The B.S. in Computer Science at the University of Georgia provides a strong foundation in computer science theory and practice and is accredited by the Computing Accreditation Commission of the Accreditation Board for Engineering and Technology (ABET). The curriculum covers the design principles of key computing technologies such as hardware, operating systems, database systems, networks, graphics, and artificial intelligence. Mathematical reasoning is emphasized throughout the program. Students learn how to build a computer, make a computer do what is needed, verify these expectations, represent and report information, access data effectively, and solve computation problems systematically as quickly as possible.
Dr. Pazdro was recently awarded the Faculty Mentoring Undergraduate Research Award in the UGA College of Family & Consumer Sciences. His research program addresses the genetic regulation of cellular antioxidant defense systems to identify critical genes and alleles that regulate oxidative stress-related phenotypes in disease. These studies are part of a long-term effort to better understand the genetic basis for a wide variety of chronic diseases and guide future design of more effective clinical interventions.
''Everything about UGA made it the perfect fit for me. Out of high school, I knew that I wanted to major in mathematics education, and I have had some great professors who are extremely knowledgeable and current in their field. Each year, I stay involved with Relay for Life by serving on the Logistics Committee. Seeing so many college students gathered together to celebrate loved ones and fight for a cure for cancer is always so inspiring. Additionally, I volunteer in local middle and high schools where I visit classes during the school day multiple times each week. This gives me the opportunity to get into a mathematics classroom and mentor many local students.''
Graduates must earn passing scores on Georgia certification tests in secondary mathematics in order to be recommended for teacher certification in the state of Georgia. Other vocational opportunities include careers in actuarial sciences, computer modeling and applications, and optimization and control theory; academic positions in high schools and colleges; or further professional schooling in law, business, or medicine.
Julio Sevilla, an assistant professor of marketing in the Terry College of Business, teaches courses on the same topic—consumer behavior—that he conducts research on, which allows him to share his excitement about a topic that has implications for businesses and consumer health.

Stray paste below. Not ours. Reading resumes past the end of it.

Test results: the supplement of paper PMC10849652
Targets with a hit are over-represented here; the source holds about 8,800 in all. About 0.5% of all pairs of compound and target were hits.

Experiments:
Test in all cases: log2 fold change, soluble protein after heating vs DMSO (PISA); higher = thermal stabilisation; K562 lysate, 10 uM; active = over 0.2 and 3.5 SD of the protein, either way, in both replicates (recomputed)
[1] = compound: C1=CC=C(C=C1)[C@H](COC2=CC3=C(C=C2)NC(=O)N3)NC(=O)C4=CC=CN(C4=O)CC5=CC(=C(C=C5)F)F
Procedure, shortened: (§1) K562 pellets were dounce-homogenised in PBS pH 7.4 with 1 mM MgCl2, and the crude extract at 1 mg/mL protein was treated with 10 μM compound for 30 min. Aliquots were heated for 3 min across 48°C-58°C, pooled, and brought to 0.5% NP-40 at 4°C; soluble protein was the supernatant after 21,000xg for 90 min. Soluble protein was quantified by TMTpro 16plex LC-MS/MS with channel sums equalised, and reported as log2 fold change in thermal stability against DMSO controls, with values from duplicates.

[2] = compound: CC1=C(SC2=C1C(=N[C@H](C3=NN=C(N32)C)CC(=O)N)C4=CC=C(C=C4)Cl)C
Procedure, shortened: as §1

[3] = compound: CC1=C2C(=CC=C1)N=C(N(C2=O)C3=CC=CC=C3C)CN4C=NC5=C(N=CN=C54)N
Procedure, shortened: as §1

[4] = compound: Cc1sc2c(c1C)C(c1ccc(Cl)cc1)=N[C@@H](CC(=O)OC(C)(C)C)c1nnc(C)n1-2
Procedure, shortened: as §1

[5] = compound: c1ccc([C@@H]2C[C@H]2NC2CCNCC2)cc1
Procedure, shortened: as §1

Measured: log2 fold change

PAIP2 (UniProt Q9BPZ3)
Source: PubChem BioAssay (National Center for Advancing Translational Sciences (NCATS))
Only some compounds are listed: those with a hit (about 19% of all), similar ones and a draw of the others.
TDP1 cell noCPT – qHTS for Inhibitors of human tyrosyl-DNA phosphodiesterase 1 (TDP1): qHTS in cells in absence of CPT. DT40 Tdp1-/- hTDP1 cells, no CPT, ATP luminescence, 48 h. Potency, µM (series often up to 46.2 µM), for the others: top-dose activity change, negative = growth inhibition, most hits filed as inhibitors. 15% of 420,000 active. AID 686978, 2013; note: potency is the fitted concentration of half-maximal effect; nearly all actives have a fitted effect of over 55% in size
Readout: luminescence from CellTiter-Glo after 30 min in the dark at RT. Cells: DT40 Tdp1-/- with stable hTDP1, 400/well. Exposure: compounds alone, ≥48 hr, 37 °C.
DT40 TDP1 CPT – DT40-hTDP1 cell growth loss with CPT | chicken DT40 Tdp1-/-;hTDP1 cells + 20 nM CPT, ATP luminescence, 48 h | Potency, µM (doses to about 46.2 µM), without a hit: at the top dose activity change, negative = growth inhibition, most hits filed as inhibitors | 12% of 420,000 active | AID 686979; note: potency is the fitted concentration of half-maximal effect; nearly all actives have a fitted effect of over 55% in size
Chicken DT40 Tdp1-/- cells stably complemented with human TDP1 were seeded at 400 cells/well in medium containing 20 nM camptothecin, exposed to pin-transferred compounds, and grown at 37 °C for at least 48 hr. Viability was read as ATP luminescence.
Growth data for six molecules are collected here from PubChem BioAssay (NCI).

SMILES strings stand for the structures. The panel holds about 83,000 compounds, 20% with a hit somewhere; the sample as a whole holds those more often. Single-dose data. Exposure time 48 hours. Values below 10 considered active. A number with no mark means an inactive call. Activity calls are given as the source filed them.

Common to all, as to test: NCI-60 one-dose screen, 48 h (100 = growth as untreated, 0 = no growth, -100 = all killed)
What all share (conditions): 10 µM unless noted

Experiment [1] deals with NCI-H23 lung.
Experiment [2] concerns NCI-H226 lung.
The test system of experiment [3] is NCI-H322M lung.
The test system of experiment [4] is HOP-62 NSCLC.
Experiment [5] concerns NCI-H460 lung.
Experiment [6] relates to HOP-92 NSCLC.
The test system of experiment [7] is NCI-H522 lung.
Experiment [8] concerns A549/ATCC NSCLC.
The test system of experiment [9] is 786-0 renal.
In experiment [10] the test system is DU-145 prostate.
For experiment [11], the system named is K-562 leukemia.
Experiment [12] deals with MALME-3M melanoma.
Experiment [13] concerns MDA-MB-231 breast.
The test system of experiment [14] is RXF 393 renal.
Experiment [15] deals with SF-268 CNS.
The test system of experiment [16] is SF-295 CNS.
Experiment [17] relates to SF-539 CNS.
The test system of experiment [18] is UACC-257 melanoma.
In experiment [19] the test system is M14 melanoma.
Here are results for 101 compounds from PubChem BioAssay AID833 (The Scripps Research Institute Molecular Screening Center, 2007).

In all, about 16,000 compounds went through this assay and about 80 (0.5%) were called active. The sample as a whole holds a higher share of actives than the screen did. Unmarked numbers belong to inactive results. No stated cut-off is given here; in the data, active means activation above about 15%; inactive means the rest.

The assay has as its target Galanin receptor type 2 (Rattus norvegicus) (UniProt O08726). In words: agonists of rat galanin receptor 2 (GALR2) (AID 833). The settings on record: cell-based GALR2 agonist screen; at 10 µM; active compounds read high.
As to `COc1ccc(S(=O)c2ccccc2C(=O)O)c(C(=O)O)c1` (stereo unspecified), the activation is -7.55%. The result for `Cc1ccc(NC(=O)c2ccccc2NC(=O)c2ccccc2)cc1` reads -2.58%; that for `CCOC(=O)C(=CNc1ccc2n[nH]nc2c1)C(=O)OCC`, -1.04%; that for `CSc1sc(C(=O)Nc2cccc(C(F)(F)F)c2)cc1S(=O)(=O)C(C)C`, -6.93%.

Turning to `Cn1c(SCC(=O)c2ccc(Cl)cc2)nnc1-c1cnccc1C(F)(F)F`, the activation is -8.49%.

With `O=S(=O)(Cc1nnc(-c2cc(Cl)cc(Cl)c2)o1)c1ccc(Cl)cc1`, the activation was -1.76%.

Ashley Johnson Harrison, an assistant professor in the College of Education, teaches future school psychologists about autism spectrum disorders and is working with UGA’s Disability Resource Center to promote learning strategies for students diagnosed with ASD.
The growth in computer–related technologies has led to a need in industry for professionals who have a knowledge of basic electrical engineering concepts of circuits, electronics, and digital systems with a foundation in computer science.
Kyle Johnsen, Assistant Professor in the College of Engineering, says that both his teaching and research are grounded in the idea that social, context-rich, active, and hands-on activities are extremely powerful learning vehicles.
''Figuring out how the world works interests me. I love being able to show students how ecology is applicable to them. Ecosystems of the World (ECOL 3880H) is great fun because as an Honors course with a smaller class size, it engenders itself to a great classroom dynamic and interactions with students. I use the lab section of my courses to get students understanding the process of collecting their own data for analysis and write-up. I constantly strive to get my undergrads involved in research and have up to 8-10 students working in my lab...''
Graduates of the Computer Systems Engineering program will be prepared for careers in telecommunications, computer-human interactions (e.g. speech recognition), decision-making (e.g. financial and health care industries), and networking, where the engineer is needed to increase the efficiency and overall effectiveness of computer systems.
The Computer Systems Engineering major at the University of Georgia emphasizes the application of engineering concepts, techniques, and methods to the development of systems founded in hardware-software integration. Unlike the traditional focus of computer engineering, computer system engineers will have a greater understanding of computer software development and how to use computers to automate, monitor, and control various systems.
The degree provides an excellent background for advanced studies in many other fields, including environmental health, industrial hygiene, toxicology, public health, epidemiology, ecology, and environmental engineering, and will satisfy entrance requirements for professional degree programs such as medicine, veterinary medicine, dentistry, optometry, and pharmacy. Career opportunities are available in the private sector (e.g. agricultural industries, production, chemical companies, urban pest control), public sector (e.g. quarantine facilities, federal research laboratories, state departments of agriculture, regulatory agencies, departments of health), and non-governmental organizations (e.g. museums and botanical gardens).
Increasingly, computer science is the driving force for advances and breakthroughs in multiple disciplines. The Computer Science laboratories and faculty at UGA maintain extensive collaborations with the faculty of Engineering, Bioinformatics, Life Sciences, Management and Business, and Artificial Intelligence and Cognitive Science departments on campus.